2013 Sol Stetin Award
Distinguished Professor of Atlantic History
University of Pittsburgh
Marcus Rediker is Distinguished Professor of Atlantic History at the University of Pittsburgh. He specializes in the history of working people, free and unfree, from the seventeenth to the nineteenth centuries. He is the author of several books, which have been translated into a dozen languages, including (with Peter Linebaugh), The Many-Headed Hydra: Sailors, Slaves, Commoners, and the Hidden History of the Revolutionary Atlantic (Beacon Press, 2000), winner of the International Labor History Book Prize, and The Slave Ship: A Human History (Viking-Penguin, 2007), winner of the George Washington Book Prize. His most recent book, The Amistad Rebellion: An Atlantic Odyssey of Slavery and Freedom (Viking-Penguin, 2012), explores the famous event of 1839 through a new lens. He places at the center of the story not the American politicians and abolitionists who argued the case, but the fifty-three Africans who made the original, earth-shaking rebellion. Dr. Rediker has held fellowships from the Andrew W. Mellon Foundation, the American Council of Learned Societies, the National Endowment for the Humanities, and the John Simon Guggenheim Memorial Foundation.
For a quarter-century, Marcus Rediker has chronicled the lives and struggles of working people in widely-acclaimed books that have expanded the very conception of the field of labor history. From a working-class family with roots in the mines and factories of the Upper South, Rediker stamped his scholarly mark elsewhere: on the sailors and captains and pirates and slaves who sailed the Atlantic in the 18th and 19th centuries. His first book, Between the Devil and the Deep Blue Sea: Merchant Seamen, Pirates, and the Anglo-American Maritime World, 1700-1750, published in 1987, was unlike anything labor historians had seen before, a journey away from the workshops, mines and factories of the 19th and 20th centuries, on which the field had focused, to the sea-faring laborers and rich cultures they created before the United States existed as a nation. The great labor historian E.P. Thompson wrote that “What distinguishes Rediker’s work is his unwavering and unsentimental focus on the seaman’s labour and experience in his cramped wooden world.” Rediker’s accomplishment was especially impressive given the scarcity of sources he had to work with in writing about long-ago workers, spurned in their own time, who left few records behind.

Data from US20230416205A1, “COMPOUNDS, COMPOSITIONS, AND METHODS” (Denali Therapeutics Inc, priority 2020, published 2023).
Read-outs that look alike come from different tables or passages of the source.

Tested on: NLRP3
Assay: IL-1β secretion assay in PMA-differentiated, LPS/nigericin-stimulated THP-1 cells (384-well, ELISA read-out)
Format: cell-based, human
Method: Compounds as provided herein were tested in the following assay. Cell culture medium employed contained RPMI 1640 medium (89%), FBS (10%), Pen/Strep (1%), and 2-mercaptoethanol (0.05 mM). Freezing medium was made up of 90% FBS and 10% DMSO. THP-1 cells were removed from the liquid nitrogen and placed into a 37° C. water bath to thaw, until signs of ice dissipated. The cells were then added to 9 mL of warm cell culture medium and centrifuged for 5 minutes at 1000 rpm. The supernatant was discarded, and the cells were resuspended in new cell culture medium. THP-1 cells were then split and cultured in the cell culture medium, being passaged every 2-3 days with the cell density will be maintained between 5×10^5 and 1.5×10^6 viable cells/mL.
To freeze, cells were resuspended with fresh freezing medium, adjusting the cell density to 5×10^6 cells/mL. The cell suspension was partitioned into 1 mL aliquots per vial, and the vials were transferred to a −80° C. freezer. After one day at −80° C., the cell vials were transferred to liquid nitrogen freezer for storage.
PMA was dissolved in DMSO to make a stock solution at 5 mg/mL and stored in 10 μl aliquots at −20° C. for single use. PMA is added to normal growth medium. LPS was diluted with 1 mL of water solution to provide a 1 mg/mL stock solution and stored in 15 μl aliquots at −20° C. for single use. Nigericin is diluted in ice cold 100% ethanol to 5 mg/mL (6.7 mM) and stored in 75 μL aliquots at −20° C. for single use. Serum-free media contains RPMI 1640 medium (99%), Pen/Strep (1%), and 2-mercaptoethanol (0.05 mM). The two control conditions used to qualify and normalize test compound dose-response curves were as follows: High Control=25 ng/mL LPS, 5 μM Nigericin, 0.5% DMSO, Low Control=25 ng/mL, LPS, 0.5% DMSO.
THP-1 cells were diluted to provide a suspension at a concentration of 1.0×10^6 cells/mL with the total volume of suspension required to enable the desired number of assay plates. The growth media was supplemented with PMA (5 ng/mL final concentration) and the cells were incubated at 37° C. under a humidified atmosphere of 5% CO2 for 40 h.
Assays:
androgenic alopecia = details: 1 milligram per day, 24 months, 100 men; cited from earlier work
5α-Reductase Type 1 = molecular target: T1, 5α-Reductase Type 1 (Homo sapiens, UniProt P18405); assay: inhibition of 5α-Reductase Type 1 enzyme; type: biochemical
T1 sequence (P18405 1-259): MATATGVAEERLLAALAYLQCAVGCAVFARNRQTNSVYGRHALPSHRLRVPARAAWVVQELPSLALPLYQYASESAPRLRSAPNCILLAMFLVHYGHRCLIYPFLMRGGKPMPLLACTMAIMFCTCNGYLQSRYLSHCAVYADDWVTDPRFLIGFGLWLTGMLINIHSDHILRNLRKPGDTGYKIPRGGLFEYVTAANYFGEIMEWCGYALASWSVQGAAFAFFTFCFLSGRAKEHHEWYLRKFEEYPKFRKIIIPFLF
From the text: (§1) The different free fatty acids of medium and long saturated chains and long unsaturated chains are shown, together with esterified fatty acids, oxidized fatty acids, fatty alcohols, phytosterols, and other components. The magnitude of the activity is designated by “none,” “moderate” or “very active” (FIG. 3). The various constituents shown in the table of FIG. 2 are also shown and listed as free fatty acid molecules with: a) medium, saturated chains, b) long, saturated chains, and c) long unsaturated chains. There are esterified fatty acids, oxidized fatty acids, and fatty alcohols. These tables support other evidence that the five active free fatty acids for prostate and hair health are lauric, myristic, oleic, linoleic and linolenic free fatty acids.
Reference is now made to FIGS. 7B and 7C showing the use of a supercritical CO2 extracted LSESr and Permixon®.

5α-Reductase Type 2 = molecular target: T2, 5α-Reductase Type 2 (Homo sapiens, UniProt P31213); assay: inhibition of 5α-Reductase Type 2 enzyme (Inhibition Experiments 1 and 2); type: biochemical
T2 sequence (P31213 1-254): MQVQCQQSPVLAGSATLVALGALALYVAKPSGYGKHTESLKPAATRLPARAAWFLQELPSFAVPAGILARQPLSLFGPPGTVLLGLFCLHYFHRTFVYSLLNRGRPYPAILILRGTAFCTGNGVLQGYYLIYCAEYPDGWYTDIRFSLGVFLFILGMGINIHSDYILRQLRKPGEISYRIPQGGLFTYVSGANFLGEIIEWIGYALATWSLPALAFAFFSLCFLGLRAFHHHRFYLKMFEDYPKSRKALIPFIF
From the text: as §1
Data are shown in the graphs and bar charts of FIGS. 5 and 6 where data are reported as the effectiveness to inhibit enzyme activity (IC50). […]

Among the laborers and rebels of the Atlantic world, Rediker discovered an egalitarian ethos that he has chronicled and celebrated. The Many-Headed Hydra: Sailors, Slaves, Commoners, and The Hidden History of the Revolutionary Atlantic, co-written with Peter Linebaugh, showed how these workers’ ideas and spirit informed the great revolutions of the late 18th century, including the American Revolution. In Villains of All Nations: Atlantic Pirates in the Golden Age, Rediker painted an eye-opening portrait of the pirate ship as an egalitarian workplace, in sharp contrast to the autocratic regime on the naval and merchant ships of the great sailing powers.
More recently, Rediker has turned to the story of the Atlantic slave trade. His wrenching, prize-winning book, The Slave Ship: A Human History, published in 2007, reconstructs in chilling detail the lives, deaths, and terrors of captains, sailors, and the enslaved aboard floating dungeons, trailed by sharks, on which captains and their officers treated sailors with brutality exceeded only by their abuse of the slave cargo. His most recent book, The Amistad Rebellion: An Atlantic Odyssey of Slavery and Freedom, tells the extraordinary story of a group of slaves who in 1839 seized the schooner on which they were being transported, killed the captain, and fought a prolonged legal battle that ended with their return to Africa as free men.
Marcus Rediker, as a scholar, teacher, and long-time political activist, has worked to expose inhumanity in the workplace and in society and to recover the history of those who fought it. His capacious notion of labor history has helped revolutionize the field and launch the transnational study of the Atlantic World. Through his work, we know far more than ever before about the once nearly-forgotten men and women whose labor on open seas and shore side made possible the world in which we live today.